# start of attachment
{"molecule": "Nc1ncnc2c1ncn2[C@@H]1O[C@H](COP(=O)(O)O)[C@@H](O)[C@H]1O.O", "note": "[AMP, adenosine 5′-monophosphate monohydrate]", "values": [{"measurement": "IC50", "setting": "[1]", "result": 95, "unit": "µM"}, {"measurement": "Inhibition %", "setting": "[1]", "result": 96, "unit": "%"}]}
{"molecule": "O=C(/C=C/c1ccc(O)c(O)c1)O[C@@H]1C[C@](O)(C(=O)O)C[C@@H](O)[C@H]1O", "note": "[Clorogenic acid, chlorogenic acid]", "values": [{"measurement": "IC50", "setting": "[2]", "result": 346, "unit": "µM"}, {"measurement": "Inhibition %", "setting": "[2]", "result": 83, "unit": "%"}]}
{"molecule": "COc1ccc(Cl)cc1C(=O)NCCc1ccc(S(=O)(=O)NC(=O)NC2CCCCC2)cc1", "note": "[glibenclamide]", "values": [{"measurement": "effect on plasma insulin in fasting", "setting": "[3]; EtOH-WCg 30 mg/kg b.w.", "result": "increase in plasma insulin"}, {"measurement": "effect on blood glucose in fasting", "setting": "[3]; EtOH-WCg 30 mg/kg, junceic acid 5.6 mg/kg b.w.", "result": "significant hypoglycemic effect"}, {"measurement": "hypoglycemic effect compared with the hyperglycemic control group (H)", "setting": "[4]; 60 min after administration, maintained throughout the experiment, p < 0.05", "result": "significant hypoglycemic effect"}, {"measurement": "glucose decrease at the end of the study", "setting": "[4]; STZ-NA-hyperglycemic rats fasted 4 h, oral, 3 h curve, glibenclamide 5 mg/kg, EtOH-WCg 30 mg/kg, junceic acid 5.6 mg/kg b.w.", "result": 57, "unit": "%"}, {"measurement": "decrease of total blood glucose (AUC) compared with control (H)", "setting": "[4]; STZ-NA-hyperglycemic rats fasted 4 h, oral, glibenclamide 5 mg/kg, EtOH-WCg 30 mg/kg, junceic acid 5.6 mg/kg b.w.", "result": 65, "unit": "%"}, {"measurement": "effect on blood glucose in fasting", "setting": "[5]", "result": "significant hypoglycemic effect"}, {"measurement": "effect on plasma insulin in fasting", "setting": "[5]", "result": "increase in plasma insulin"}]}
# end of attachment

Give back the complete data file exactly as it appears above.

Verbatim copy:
{"molecule": "Nc1ncnc2c1ncn2[C@@H]1O[C@H](COP(=O)(O)O)[C@@H](O)[C@H]1O.O", "note": "[AMP, adenosine 5′-monophosphate monohydrate]", "values": [{"measurement": "IC50", "setting": "[1]", "result": 95, "unit": "µM"}, {"measurement": "Inhibition %", "setting": "[1]", "result": 96, "unit": "%"}]}
{"molecule": "O=C(/C=C/c1ccc(O)c(O)c1)O[C@@H]1C[C@](O)(C(=O)O)C[C@@H](O)[C@H]1O", "note": "[Clorogenic acid, chlorogenic acid]", "values": [{"measurement": "IC50", "setting": "[2]", "result": 346, "unit": "µM"}, {"measurement": "Inhibition %", "setting": "[2]", "result": 83, "unit": "%"}]}
{"molecule": "COc1ccc(Cl)cc1C(=O)NCCc1ccc(S(=O)(=O)NC(=O)NC2CCCCC2)cc1", "note": "[glibenclamide]", "values": [{"measurement": "effect on plasma insulin in fasting", "setting": "[3]; EtOH-WCg 30 mg/kg b.w.", "result": "increase in plasma insulin"}, {"measurement": "effect on blood glucose in fasting", "setting": "[3]; EtOH-WCg 30 mg/kg, junceic acid 5.6 mg/kg b.w.", "result": "significant hypoglycemic effect"}, {"measurement": "hypoglycemic effect compared with the hyperglycemic control group (H)", "setting": "[4]; 60 min after administration, maintained throughout the experiment, p < 0.05", "result": "significant hypoglycemic effect"}, {"measurement": "glucose decrease at the end of the study", "setting": "[4]; STZ-NA-hyperglycemic rats fasted 4 h, oral, 3 h curve, glibenclamide 5 mg/kg, EtOH-WCg 30 mg/kg, junceic acid 5.6 mg/kg b.w.", "result": 57, "unit": "%"}, {"measurement": "decrease of total blood glucose (AUC) compared with control (H)", "setting": "[4]; STZ-NA-hyperglycemic rats fasted 4 h, oral, glibenclamide 5 mg/kg, EtOH-WCg 30 mg/kg, junceic acid 5.6 mg/kg b.w.", "result": 65, "unit": "%"}, {"measurement": "effect on blood glucose in fasting", "setting": "[5]", "result": "significant hypoglycemic effect"}, {"measurement": "effect on plasma insulin in fasting", "setting": "[5]", "result": "increase in plasma insulin"}]}